I’m back! Well, I probably won’t be regularly back for another week or so, but I finished my last final tonight so grad school is officially off my plate, and to celebrate I’m posting a school-themed Turnback Tuesday to celebrate my first day teaching third grade tomorrow!

Yes, I am dorky enough to have my third grade picture on my classroom website. The kids think it is really fun! Without further ado, here are some of my elementary school pictures:

First Grade
Second Grade
Third Grade
Fourth Grade
Fifth Grade

Notice any big changes over the years? I love my hilariously dorky glasses in fifth grade! Thank goodness for contacts 😉

Happy Schoolmas!

Oops, I forgot my H54F post this past Friday. I’ll just make this week’s post extra awesome 🙂

It’s that time of year: teachers forget about the problems of yesteryear while enjoying their vacations and start preparing for those adorable faces that will soon be stepping into their classrooms. It’s also our favorite time of the year for another reason — school supplies!

There is very little that can top the look, feel, and smell ofday brand new supplies for teachers. It’s our crack. It completely washes away the feelings of impending 60-70 hour work weeks and learning a whole new set of faces and behaviors.

This year (God willing that I get a job), I’m borrowing a few ideas from the awesome Mrs. K and Pinterest. Check out some of my goodies!

one – Here’s what I got for each student: a “working folder”, a math & science journal, a writing journal, and a mini notebook to keep in their pencil box to jot down ideas when they come to them or are suggested. Each item except the idea book is numbered with the student number, with 16 being shown above (sorry that it’s hard to read – these were cell phone pics on Instagram). I just printed some name badge labels and stuck them right on the front of everything.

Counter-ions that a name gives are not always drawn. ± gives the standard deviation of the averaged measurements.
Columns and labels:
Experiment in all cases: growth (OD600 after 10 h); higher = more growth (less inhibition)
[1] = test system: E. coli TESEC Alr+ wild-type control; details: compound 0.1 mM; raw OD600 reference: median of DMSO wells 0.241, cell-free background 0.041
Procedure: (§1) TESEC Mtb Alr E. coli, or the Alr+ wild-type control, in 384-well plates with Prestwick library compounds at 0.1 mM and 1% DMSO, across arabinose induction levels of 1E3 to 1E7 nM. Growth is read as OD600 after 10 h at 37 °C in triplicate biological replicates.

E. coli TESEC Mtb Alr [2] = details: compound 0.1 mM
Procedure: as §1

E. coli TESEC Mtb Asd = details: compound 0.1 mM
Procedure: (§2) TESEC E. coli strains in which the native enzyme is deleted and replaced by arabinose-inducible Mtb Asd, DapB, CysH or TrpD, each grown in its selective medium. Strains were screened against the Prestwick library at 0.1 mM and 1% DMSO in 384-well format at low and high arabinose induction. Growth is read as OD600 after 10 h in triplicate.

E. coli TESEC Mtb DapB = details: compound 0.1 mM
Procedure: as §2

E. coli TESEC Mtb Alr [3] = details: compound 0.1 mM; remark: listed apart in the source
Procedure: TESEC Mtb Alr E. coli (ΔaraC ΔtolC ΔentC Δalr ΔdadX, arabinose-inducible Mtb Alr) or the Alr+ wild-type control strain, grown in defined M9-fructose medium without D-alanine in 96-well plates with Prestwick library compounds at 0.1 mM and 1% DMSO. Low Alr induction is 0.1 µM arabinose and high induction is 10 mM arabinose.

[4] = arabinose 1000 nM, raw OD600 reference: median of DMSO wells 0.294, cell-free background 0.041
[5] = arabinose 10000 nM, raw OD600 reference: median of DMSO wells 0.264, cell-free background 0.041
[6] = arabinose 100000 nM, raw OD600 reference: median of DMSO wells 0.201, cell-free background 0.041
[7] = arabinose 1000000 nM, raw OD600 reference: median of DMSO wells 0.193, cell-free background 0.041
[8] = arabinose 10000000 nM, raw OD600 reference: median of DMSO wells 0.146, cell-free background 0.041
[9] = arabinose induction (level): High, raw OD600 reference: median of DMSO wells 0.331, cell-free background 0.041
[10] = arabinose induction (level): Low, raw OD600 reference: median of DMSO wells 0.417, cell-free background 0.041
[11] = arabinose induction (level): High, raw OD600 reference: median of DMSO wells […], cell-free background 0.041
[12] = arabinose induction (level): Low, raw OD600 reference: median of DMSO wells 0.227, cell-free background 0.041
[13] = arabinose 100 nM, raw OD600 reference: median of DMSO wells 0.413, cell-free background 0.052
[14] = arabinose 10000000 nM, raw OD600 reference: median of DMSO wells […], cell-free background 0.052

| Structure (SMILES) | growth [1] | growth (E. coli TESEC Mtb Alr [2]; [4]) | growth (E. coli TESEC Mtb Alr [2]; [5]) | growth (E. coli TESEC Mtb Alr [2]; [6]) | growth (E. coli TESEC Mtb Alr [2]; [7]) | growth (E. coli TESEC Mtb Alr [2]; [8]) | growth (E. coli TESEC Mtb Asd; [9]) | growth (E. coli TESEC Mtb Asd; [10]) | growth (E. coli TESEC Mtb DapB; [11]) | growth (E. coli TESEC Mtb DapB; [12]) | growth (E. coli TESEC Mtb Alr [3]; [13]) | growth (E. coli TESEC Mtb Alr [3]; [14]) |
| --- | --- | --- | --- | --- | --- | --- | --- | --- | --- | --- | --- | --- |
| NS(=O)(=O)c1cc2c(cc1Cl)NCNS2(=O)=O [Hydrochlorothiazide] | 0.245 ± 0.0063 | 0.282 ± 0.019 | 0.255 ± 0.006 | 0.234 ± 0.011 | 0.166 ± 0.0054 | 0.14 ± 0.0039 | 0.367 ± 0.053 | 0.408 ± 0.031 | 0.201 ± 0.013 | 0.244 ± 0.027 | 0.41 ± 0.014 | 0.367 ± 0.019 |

two – This is the inside of the working folder. The left is labeled “Please finish” and the right is labeled “Ready to be turned in” to help remind students of any work that needs completing. Also, if they finish with something early but I’m not collecting it yet or we’re in a situation where they shouldn’t be out of their seats, they can move things to the right side until they get a chance to turn them in. I learned early on from Mrs. K that they’ll constantly need reminding of what should go in their purple folders! I like that they only have one folder so they have less chance of losing things or putting things in the wrong folder.

three – How did I get my composition books cut in half? At home, with a miter saw. Please note – the edges won’t be perfect because they’ll fan slightly at the cut edge, but they are still great to use and hardly noticeable. Notice that after some trial and error, I placed the edges where they would be cut by the blade first and clamped both sides down. And as tedious as it is, only cut one book at a time, otherwise they will really fray on the edges.

Overall, I spent $1.04 per student for all of these materials including the labels, which is super cheap, and I’ll know that whether I end up at a low poverty or high poverty school, I have all the essentials I need for each of my students!

I die!

Yes, I die happily right now! Why?

I’ve been lusting over a Silhouette cameo for awhile, and it’s one of the strategic purchases that I’m working into our budget sometime in the next six months or so. But it just got $60 closer when I found out that they do educator discounts!

Go to their education website and submit a copy of your teaching license to qualify (I had a copy on my computer from my recent applications to school districts). Magically, everything in their store is discounted at least 20% — even their download cards! It also comes with free shipping to save even more cash. If you have ever priced these machines (or their rival, Cricut), you know that they NEVER go on sale, so this is a huge deal! I can’t wait to get mine and start using it in the classroom!